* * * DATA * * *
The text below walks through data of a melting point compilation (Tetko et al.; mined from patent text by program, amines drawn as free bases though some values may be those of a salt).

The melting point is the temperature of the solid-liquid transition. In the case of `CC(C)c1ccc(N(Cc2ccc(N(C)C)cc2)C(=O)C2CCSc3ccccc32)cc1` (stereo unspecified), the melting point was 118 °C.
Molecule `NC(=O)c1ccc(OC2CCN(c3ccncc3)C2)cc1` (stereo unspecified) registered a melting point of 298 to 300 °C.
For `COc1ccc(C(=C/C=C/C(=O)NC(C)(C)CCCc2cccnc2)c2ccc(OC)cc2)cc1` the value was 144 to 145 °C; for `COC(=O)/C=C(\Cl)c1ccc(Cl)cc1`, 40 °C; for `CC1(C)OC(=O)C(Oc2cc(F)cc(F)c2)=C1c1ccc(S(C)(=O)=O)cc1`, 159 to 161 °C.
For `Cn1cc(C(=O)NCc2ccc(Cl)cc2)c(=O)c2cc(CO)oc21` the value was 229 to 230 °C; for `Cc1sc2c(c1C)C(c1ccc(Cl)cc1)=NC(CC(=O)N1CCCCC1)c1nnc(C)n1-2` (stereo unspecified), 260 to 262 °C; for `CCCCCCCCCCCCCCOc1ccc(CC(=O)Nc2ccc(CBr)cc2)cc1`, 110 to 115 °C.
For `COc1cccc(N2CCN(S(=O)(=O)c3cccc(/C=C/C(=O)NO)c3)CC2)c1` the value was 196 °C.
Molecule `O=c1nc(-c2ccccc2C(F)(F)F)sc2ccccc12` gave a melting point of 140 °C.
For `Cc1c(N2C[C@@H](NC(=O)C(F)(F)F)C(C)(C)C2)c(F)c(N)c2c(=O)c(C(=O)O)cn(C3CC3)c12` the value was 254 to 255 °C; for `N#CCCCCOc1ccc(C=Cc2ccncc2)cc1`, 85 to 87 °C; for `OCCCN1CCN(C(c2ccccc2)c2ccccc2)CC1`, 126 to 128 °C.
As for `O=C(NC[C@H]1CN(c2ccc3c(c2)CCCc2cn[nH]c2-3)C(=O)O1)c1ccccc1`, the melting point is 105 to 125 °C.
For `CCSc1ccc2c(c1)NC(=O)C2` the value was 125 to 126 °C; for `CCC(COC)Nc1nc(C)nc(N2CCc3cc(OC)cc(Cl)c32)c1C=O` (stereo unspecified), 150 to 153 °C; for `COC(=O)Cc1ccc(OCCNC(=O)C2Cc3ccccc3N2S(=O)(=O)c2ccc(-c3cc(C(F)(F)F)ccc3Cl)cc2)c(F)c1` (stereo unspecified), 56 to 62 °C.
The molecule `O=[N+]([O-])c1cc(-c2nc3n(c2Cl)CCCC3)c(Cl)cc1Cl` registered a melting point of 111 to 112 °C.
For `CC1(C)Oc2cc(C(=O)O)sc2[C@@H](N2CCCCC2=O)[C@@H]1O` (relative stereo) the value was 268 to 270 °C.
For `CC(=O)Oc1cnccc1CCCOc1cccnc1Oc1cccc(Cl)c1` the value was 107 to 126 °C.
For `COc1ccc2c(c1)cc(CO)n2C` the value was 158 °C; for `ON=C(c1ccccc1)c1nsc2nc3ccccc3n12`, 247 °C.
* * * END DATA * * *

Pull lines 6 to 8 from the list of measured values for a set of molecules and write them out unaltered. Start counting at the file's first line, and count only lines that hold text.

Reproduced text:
For `COc1cccc(N2CCN(S(=O)(=O)c3cccc(/C=C/C(=O)NO)c3)CC2)c1` the value was 196 °C.
Molecule `O=c1nc(-c2ccccc2C(F)(F)F)sc2ccccc12` gave a melting point of 140 °C.
For `Cc1c(N2C[C@@H](NC(=O)C(F)(F)F)C(C)(C)C2)c(F)c(N)c2c(=O)c(C(=O)O)cn(C3CC3)c12` the value was 254 to 255 °C; for `N#CCCCCOc1ccc(C=Cc2ccncc2)cc1`, 85 to 87 °C; for `OCCCN1CCN(C(c2ccccc2)c2ccccc2)CC1`, 126 to 128 °C.